For the size of the band and the length of their career, the success of I Let It In And It Took Everything is more than deserved. With their label announcing just days into January that a third record from them would arrive sometime this year, it is not just certain that Loathe have truly arrived, but that they might soon become the biggest thing that the English metal scene has produced for some time. 2021 is theirs for the taking.
Dogleg – Melee
The last decade has been an odd one for post-hardcore. Bands seem to have settled into one of two camps – the first being a massive increase in recording quality and the second an abandonment of the DIY aspects of the genre. This sometimes also comes with a movement away from the punk ethos in the music’s scope too, more of the introspection of emo than tackling societal ills. Examples include Dance Gavin Dance, Silverstein, the last Underoath record, amongst borderline post-hardcore records like Trophy Eyes’ Chemical Miracle or the most recent Trash Boat release.
Counterbalancing this, there has been a refocussing movement on stripping post hardcore down, bringing back the DIY and punk elements and lower production quality drastically. I lean far more towards the former as purposefully bad audio quality grinds my gears. But where does Dogleg come in?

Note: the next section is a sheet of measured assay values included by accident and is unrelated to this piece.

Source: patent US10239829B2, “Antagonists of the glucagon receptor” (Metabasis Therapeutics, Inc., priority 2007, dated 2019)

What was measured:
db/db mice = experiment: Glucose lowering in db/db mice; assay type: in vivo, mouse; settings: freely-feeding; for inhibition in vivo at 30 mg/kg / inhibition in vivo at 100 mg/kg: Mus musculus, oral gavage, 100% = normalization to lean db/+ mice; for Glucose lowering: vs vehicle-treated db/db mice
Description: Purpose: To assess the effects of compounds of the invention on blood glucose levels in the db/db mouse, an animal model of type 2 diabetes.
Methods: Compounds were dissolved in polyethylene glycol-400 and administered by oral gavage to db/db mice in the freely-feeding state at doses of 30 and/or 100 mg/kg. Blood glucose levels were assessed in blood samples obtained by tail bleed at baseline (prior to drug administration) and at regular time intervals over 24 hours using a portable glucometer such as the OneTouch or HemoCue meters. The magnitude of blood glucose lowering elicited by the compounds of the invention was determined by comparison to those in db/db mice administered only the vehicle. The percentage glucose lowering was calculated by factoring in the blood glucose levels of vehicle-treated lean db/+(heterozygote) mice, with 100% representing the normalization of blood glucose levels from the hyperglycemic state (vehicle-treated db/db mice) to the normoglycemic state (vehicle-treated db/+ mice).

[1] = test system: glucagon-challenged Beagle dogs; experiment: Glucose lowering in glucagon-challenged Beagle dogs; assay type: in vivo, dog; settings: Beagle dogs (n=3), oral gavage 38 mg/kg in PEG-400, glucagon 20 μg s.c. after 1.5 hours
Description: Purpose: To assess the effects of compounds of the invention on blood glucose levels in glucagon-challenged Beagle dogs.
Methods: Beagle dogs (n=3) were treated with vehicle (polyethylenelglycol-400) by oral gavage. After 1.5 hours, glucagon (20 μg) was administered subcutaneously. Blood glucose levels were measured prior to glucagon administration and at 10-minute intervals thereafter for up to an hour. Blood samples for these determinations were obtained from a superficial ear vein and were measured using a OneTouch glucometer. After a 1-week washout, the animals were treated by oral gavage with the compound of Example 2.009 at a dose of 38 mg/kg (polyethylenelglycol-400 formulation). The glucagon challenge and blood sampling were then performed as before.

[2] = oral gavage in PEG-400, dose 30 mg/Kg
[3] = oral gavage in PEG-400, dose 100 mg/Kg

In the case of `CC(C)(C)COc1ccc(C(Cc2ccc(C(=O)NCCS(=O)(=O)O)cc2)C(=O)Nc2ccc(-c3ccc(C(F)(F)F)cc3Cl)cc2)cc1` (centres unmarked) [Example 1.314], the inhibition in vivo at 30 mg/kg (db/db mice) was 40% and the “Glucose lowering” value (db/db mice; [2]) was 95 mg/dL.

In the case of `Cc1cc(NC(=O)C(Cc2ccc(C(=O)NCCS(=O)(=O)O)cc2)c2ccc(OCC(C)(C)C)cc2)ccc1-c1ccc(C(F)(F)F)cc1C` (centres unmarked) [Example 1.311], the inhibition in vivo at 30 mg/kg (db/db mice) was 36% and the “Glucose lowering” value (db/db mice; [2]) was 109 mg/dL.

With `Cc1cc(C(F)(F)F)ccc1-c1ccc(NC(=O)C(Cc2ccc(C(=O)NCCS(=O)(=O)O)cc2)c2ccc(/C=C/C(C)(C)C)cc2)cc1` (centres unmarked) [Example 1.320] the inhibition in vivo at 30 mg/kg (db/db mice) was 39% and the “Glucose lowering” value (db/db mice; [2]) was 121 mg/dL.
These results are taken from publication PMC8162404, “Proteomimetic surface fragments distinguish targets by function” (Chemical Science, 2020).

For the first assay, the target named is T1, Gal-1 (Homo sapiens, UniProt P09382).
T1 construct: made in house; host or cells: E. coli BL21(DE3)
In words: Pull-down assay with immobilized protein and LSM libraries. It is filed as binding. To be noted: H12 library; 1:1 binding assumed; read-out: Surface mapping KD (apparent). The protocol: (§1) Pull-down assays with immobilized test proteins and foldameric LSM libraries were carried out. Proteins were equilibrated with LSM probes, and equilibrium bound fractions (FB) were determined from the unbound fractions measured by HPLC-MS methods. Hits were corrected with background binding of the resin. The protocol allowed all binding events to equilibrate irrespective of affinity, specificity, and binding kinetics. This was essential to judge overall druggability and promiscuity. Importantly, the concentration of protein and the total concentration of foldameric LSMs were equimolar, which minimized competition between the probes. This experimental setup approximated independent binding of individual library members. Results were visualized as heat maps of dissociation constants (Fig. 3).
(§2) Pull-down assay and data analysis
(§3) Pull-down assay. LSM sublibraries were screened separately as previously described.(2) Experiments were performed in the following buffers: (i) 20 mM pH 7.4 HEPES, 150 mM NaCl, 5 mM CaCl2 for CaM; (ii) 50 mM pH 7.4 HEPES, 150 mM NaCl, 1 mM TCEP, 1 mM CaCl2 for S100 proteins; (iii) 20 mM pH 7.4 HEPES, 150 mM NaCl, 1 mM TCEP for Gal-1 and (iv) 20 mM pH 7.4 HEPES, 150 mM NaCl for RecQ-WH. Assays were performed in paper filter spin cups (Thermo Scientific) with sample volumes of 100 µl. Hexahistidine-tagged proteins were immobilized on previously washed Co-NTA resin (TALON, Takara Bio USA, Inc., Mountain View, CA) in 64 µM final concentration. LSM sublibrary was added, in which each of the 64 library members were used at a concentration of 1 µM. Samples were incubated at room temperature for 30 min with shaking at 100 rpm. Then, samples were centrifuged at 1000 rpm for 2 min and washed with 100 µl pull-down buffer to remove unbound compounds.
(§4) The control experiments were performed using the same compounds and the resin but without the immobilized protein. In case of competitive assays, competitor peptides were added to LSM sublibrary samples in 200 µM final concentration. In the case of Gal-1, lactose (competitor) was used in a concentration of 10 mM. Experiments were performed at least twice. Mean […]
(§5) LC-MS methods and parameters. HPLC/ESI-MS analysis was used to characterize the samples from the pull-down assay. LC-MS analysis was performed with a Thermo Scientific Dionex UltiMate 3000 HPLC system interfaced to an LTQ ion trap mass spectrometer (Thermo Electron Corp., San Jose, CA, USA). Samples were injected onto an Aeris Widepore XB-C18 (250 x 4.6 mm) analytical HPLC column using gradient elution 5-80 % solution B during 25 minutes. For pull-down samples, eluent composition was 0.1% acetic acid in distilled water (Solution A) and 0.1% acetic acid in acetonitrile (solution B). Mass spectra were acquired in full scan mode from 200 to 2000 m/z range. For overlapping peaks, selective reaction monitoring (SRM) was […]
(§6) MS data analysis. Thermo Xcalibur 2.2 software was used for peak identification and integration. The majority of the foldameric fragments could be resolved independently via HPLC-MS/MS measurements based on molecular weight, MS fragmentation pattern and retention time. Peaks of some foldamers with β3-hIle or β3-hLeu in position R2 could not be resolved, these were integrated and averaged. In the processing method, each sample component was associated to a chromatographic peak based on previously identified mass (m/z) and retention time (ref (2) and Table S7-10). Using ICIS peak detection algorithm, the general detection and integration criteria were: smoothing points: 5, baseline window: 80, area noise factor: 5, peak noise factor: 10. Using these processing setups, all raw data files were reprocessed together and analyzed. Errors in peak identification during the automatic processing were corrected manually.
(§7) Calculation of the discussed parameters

Put simply, they straddle this line perfectly, creating a tight post hardcore record that sounds organic, dynamic and raw without sound like it was recorded on a tin can. It has versatility that covers the genres long life span, moving from the repetitive pounding of ‘Headfirst’, perfectly accompanied by the tenuous screams of the chorus, “Time will let you down” and then the buoyant but distorted pop punk inflection of ‘Hotlines’, a Baudrillardian paradox of a track that sounds more like how I remember Burnout 3 sounding than most of its soundtrack.
This record is consistent, relentless yet meandering – covering more ground than most modern post-hardcore albums attempt, let alone achieve. It is neither overproduced nor is it deliberately trying to sound underproduced. Listening to it is a nice warm bath that washes off all the discourse and reminds you why you love the genre in the first place. Deceptively complex comfort food served up by a Michelin star chef. It’s an easy, fun and engaging listen and I can’t wait to see where they go from here.
“[liv.e’s] care-free attitude to rules is equally apparent in lyric, delving the listener into her experimental feel through observations, romantic dreams, free flowing imagery, and playful self-reflection
liv.e – Couldn’t Wait To Tell You
Listening to liv.e’s debut album resembles taking a trippy journey down her everyday thoughts. Everyday thoughts subtitled by dreamy mellow jazz. And soul. And hip-hop too.
The bits and bobs of sound all come together to create this outstandingly free-flowing, witty, and poignant RnB record. LA-based liv.e (pronounced liv) first gained minor recognition following a feature in Earl Sweatshirt’s most recent album, but her name still shamefully remains limited to truly devoted psychedelic soul musical circles. Following the release of two strong EPs via SoundCloud and Bandcamp, the 23-year-old eclectic singer-songwriter finally released her wavey LP last summer.